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Peer Group: Definition & Concept

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  • 0:01 Definition
  • 1:15 Influences on Socialization
  • 2:29 Advantages of Peer Groups
  • 3:19 Disadvantages of Peer Groups
  • 3:54 Lesson Summary
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Lesson Transcript
Instructor: Yolanda Williams

Yolanda has taught college Psychology and Ethics, and has a doctorate of philosophy in counselor education and supervision.

A peer group is a social group that consists of individuals of the same social status who share similar interests and are close in age. Learn about peer groups, how they influence socialization during childhood and adolescence, and more.

Definition

Have you ever played on a sports team? Maybe you took ballet classes as a child or attended a local preschool. If so, you have participated in a peer group. Peer groups are a type of social group that is made up of people who share similar interests, social status, and are in the same age group. This means that a 4-year-old would not be in a peer group with 12-year-olds. Similarly, college professors would not be in the same peer group as their students.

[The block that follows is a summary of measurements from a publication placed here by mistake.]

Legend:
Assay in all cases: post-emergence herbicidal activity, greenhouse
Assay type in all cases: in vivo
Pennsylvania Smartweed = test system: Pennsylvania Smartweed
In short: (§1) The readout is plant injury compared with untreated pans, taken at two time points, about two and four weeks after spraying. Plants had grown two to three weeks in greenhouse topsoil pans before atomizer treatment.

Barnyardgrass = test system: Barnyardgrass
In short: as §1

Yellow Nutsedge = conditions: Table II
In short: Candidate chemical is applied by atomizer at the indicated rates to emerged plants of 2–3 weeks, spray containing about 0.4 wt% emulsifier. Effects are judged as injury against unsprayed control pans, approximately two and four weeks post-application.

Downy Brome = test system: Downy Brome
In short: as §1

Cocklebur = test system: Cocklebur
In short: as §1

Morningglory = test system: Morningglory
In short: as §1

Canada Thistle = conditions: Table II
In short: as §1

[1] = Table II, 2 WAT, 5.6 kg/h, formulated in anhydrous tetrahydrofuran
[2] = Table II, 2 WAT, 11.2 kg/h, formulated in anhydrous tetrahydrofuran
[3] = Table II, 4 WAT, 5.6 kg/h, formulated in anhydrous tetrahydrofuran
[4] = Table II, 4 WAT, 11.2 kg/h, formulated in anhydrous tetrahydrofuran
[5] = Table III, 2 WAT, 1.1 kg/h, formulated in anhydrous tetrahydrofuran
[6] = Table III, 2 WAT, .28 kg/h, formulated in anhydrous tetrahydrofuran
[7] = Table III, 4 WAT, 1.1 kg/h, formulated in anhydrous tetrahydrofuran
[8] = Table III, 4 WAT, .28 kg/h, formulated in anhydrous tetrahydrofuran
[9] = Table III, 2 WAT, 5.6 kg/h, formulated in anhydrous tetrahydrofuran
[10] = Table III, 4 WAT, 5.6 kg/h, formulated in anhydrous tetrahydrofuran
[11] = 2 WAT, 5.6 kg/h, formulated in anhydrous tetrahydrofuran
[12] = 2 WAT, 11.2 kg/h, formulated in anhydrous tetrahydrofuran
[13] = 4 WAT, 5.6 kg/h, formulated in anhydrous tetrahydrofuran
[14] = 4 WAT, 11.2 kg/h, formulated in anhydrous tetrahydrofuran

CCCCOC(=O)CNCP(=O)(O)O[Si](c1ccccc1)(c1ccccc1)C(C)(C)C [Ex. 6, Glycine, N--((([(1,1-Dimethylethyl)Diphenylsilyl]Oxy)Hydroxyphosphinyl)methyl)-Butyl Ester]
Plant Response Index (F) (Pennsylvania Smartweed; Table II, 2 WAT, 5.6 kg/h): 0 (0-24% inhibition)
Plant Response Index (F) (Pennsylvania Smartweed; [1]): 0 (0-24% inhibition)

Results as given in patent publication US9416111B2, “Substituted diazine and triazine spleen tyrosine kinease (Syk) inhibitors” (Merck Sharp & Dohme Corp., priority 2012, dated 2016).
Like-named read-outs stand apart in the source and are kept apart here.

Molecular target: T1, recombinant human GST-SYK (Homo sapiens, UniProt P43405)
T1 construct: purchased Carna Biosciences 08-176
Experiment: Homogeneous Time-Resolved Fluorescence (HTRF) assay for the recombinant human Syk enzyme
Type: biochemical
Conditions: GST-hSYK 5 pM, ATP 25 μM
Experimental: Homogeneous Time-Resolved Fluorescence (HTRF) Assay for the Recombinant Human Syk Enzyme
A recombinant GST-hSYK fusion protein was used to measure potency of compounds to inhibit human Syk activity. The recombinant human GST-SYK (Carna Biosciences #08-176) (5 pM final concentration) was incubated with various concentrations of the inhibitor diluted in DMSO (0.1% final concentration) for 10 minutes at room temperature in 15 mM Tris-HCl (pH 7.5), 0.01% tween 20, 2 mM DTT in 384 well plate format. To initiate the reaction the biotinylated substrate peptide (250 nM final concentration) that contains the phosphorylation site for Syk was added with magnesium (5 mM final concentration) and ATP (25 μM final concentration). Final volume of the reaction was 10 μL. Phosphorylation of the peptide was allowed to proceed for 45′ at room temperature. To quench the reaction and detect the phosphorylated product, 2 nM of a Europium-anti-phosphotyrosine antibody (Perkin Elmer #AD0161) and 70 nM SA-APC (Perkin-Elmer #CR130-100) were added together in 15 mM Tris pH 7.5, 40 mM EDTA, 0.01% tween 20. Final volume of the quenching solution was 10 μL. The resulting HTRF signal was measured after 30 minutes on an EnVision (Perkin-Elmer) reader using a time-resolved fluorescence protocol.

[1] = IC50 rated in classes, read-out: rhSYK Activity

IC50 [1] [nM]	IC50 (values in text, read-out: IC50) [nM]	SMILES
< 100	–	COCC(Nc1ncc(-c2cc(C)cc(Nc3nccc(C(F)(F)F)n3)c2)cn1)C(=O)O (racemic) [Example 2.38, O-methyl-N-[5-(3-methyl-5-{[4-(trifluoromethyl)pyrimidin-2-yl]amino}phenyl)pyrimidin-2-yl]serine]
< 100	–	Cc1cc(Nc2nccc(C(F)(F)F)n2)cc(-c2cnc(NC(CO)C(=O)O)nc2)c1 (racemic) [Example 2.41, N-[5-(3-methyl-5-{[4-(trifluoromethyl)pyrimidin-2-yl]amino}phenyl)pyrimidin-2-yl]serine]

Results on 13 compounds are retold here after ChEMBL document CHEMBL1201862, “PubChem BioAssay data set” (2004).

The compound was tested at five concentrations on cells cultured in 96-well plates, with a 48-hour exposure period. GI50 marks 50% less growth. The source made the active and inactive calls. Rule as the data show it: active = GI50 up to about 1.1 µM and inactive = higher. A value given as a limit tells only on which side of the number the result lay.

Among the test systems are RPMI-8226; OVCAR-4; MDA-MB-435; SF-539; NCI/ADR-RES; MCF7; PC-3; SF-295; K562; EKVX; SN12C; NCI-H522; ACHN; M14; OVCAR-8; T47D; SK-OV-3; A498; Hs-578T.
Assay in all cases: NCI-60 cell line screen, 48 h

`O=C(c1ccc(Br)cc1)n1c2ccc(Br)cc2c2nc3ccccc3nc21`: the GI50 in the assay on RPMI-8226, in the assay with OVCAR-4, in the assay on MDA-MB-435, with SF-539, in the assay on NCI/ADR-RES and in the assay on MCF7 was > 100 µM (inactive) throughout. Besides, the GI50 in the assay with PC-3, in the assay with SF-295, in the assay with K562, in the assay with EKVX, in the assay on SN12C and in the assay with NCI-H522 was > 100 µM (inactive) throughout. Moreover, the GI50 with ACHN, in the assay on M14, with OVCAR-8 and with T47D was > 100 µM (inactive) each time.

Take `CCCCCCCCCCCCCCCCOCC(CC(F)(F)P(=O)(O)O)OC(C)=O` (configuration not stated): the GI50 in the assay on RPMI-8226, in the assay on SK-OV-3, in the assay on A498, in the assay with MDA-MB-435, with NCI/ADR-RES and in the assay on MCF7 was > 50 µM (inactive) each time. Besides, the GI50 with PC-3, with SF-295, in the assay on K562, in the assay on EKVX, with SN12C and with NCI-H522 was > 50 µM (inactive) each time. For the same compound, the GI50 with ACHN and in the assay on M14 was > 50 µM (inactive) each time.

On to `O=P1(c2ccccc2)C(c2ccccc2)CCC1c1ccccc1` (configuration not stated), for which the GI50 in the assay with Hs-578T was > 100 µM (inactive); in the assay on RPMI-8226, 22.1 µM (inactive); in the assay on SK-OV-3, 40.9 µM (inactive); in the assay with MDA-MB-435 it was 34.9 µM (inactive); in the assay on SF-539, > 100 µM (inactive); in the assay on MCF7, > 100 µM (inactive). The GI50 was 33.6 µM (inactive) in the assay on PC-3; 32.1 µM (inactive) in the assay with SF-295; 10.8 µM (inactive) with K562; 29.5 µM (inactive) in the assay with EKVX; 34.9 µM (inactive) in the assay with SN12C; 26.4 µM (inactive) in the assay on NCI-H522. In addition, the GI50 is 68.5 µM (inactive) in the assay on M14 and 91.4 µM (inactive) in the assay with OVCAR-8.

Examples of peer groups include:

  • Sports teams of which we are a part of (i.e. basketball, soccer, football, ballet)
  • School organizations and clubs (i.e. chess club, science club, band, orchestra)
  • Classmates
  • Neighbors who are close in age
  • A group consisting of first-time moms that are close in age

We all belong to several peer groups at the same time. For example, a child may be a member of a soccer team, a popular clique in school, and a member of the band. Each peer group has its own rules, expectations for behavior, and hierarchies. As such, the peer groups that we belong to influence our behaviors and beliefs.

Influences on Socialization

Peer groups play an important role in socialization, especially in childhood and adolescence. Peer groups are the only form of socialization that is not under the control of adults. Peer groups provide children with the opportunity to be a part of relationships that are productive and beneficial for all parties involved. They also allow children to create relationships with one another without being under adult control.

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